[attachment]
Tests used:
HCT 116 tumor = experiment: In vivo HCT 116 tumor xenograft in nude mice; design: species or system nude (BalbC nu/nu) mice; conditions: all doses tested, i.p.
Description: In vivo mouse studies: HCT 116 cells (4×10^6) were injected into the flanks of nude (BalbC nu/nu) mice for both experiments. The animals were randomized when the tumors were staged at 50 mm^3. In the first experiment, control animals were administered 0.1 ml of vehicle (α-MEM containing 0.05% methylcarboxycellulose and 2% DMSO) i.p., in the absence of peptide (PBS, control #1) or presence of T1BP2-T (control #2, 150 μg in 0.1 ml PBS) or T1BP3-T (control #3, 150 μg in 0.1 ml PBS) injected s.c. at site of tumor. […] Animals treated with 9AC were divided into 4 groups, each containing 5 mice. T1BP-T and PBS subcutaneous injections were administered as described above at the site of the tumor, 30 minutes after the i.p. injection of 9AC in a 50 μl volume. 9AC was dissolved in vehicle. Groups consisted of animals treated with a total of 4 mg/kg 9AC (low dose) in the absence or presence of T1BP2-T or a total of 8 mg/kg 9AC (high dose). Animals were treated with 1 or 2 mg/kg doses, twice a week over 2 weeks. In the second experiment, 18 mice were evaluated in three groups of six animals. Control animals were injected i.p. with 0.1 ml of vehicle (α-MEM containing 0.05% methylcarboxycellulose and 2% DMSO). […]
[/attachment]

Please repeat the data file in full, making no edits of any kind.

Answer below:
Tests used:
HCT 116 tumor = experiment: In vivo HCT 116 tumor xenograft in nude mice; design: species or system nude (BalbC nu/nu) mice; conditions: all doses tested, i.p.
Description: In vivo mouse studies: HCT 116 cells (4×10^6) were injected into the flanks of nude (BalbC nu/nu) mice for both experiments. The animals were randomized when the tumors were staged at 50 mm^3. In the first experiment, control animals were administered 0.1 ml of vehicle (α-MEM containing 0.05% methylcarboxycellulose and 2% DMSO) i.p., in the absence of peptide (PBS, control #1) or presence of T1BP2-T (control #2, 150 μg in 0.1 ml PBS) or T1BP3-T (control #3, 150 μg in 0.1 ml PBS) injected s.c. at site of tumor. […] Animals treated with 9AC were divided into 4 groups, each containing 5 mice. T1BP-T and PBS subcutaneous injections were administered as described above at the site of the tumor, 30 minutes after the i.p. injection of 9AC in a 50 μl volume. 9AC was dissolved in vehicle. Groups consisted of animals treated with a total of 4 mg/kg 9AC (low dose) in the absence or presence of T1BP2-T or a total of 8 mg/kg 9AC (high dose). Animals were treated with 1 or 2 mg/kg doses, twice a week over 2 weeks. In the second experiment, 18 mice were evaluated in three groups of six animals. Control animals were injected i.p. with 0.1 ml of vehicle (α-MEM containing 0.05% methylcarboxycellulose and 2% DMSO). […]